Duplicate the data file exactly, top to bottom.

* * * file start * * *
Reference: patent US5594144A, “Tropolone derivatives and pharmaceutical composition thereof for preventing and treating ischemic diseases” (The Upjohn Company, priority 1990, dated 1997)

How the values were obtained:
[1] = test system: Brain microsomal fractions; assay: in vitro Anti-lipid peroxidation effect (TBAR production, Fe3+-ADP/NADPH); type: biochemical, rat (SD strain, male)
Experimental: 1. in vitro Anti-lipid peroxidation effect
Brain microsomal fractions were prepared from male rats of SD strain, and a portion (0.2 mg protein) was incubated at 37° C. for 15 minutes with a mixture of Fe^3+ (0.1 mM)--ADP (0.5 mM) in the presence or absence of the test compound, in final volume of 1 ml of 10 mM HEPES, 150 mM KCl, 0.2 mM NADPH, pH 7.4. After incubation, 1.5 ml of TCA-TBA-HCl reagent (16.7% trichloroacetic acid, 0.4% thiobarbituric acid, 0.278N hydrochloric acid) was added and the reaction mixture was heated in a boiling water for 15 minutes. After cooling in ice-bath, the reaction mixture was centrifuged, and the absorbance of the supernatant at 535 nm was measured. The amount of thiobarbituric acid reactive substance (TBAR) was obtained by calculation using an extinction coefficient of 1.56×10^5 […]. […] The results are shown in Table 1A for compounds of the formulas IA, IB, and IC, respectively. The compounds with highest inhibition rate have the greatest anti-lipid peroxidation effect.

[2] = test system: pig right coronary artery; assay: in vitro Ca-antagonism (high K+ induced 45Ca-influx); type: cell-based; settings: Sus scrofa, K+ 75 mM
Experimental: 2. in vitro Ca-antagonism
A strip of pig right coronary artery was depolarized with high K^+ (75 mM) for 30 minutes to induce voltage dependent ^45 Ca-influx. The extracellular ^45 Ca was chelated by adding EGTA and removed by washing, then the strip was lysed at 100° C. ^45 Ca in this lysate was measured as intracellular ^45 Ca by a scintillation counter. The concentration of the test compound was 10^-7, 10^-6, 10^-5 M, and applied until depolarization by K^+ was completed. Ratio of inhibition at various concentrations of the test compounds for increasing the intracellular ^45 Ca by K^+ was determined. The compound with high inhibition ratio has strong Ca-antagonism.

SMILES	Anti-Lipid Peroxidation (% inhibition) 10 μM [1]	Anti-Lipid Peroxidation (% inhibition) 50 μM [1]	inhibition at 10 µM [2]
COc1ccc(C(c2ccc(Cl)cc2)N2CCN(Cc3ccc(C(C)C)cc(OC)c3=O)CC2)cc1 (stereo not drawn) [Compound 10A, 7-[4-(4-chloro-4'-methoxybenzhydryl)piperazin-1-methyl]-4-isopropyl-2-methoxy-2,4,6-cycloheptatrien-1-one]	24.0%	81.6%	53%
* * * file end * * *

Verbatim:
Reference: patent US5594144A, “Tropolone derivatives and pharmaceutical composition thereof for preventing and treating ischemic diseases” (The Upjohn Company, priority 1990, dated 1997)

How the values were obtained:
[1] = test system: Brain microsomal fractions; assay: in vitro Anti-lipid peroxidation effect (TBAR production, Fe3+-ADP/NADPH); type: biochemical, rat (SD strain, male)
Experimental: 1. in vitro Anti-lipid peroxidation effect
Brain microsomal fractions were prepared from male rats of SD strain, and a portion (0.2 mg protein) was incubated at 37° C. for 15 minutes with a mixture of Fe^3+ (0.1 mM)--ADP (0.5 mM) in the presence or absence of the test compound, in final volume of 1 ml of 10 mM HEPES, 150 mM KCl, 0.2 mM NADPH, pH 7.4. After incubation, 1.5 ml of TCA-TBA-HCl reagent (16.7% trichloroacetic acid, 0.4% thiobarbituric acid, 0.278N hydrochloric acid) was added and the reaction mixture was heated in a boiling water for 15 minutes. After cooling in ice-bath, the reaction mixture was centrifuged, and the absorbance of the supernatant at 535 nm was measured. The amount of thiobarbituric acid reactive substance (TBAR) was obtained by calculation using an extinction coefficient of 1.56×10^5 […]. […] The results are shown in Table 1A for compounds of the formulas IA, IB, and IC, respectively. The compounds with highest inhibition rate have the greatest anti-lipid peroxidation effect.

[2] = test system: pig right coronary artery; assay: in vitro Ca-antagonism (high K+ induced 45Ca-influx); type: cell-based; settings: Sus scrofa, K+ 75 mM
Experimental: 2. in vitro Ca-antagonism
A strip of pig right coronary artery was depolarized with high K^+ (75 mM) for 30 minutes to induce voltage dependent ^45 Ca-influx. The extracellular ^45 Ca was chelated by adding EGTA and removed by washing, then the strip was lysed at 100° C. ^45 Ca in this lysate was measured as intracellular ^45 Ca by a scintillation counter. The concentration of the test compound was 10^-7, 10^-6, 10^-5 M, and applied until depolarization by K^+ was completed. Ratio of inhibition at various concentrations of the test compounds for increasing the intracellular ^45 Ca by K^+ was determined. The compound with high inhibition ratio has strong Ca-antagonism.

SMILES	Anti-Lipid Peroxidation (% inhibition) 10 μM [1]	Anti-Lipid Peroxidation (% inhibition) 50 μM [1]	inhibition at 10 µM [2]
COc1ccc(C(c2ccc(Cl)cc2)N2CCN(Cc3ccc(C(C)C)cc(OC)c3=O)CC2)cc1 (stereo not drawn) [Compound 10A, 7-[4-(4-chloro-4'-methoxybenzhydryl)piperazin-1-methyl]-4-isopropyl-2-methoxy-2,4,6-cycloheptatrien-1-one]	24.0%	81.6%	53%